The Namib Desert, Southern Africa : 1, 000 foot dunes and crashing waves along a nearly uninhabited coastline along the desolate coast of Namibia, 1,000-foot-tall sand dunes [ over 300 meters ] descend into the sea.

At low tide, intrepid adventurers can drive along the beach, past towering yellow dunes on one side and the South Atlantic's churning waters on the other. This is the Namib, the world's oldest desert and the perfect place for a long road trip. 

After almost three years of Covid-19 restrictions, it's hard to imagine a place where you can feel more free.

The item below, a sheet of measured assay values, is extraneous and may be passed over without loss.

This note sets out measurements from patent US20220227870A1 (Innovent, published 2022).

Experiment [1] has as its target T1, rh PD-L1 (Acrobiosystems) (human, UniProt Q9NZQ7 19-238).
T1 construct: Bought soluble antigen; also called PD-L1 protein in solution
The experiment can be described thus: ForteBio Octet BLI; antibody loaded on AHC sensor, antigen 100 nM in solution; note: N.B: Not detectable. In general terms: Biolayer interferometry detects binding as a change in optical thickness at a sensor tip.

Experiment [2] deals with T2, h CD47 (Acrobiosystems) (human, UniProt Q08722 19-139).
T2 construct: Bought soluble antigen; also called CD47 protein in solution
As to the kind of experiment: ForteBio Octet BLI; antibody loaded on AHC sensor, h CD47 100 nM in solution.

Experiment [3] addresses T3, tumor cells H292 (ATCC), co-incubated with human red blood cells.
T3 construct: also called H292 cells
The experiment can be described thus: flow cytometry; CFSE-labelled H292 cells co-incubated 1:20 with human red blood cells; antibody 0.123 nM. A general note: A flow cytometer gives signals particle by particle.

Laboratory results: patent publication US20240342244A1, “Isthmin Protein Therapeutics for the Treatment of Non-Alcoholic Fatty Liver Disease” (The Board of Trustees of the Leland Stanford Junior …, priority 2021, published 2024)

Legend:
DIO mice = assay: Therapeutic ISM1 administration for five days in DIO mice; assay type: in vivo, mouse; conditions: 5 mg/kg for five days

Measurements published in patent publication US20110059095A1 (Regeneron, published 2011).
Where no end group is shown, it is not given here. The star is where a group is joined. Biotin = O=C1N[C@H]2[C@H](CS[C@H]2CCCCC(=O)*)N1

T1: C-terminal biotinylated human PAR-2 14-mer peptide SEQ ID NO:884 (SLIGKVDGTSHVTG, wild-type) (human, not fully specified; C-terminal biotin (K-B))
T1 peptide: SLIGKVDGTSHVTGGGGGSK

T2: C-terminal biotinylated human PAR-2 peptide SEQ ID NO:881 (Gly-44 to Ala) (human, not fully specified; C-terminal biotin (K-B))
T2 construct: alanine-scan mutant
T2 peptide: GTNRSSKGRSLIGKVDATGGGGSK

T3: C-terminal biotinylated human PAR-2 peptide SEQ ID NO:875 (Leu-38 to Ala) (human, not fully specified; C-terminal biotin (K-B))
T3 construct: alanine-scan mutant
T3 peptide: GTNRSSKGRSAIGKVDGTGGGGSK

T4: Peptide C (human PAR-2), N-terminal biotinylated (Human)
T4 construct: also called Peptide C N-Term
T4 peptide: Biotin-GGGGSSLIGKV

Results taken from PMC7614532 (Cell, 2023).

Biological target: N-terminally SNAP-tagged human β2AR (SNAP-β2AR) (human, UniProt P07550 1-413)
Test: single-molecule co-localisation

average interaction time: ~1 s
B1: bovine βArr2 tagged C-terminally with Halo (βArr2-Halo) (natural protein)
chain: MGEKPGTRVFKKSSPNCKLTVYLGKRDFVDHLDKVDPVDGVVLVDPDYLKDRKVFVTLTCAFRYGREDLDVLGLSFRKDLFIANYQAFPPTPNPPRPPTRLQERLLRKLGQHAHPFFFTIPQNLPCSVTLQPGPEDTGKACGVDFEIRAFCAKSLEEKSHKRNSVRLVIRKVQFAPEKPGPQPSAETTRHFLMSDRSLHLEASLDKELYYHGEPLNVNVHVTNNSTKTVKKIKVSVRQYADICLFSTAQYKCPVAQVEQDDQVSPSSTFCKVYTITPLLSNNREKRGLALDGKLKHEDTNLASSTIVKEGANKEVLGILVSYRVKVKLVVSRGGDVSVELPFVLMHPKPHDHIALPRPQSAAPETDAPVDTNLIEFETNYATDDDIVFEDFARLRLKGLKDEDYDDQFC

''Namib'' means a ''vast place'' in Khoekhoegowab, a language spoken in may parts of Namibia. It's astonishingly easy to get lost in this almost entirely uninhabited expanse of sand, where you might travel for days without seeing another human being.

In the Namib-Naukluft National Park, travelers can go back in time at the Deadvlei, where 600-years-old trees stand eerily lifeless, preserved by the dry air; challenge themselves to climb the 100-story Big Daddy Dune; observe desert-adapted wildlife like oryx and springbok; and even see mysterious fairy circles. [ Jen Guyton ]


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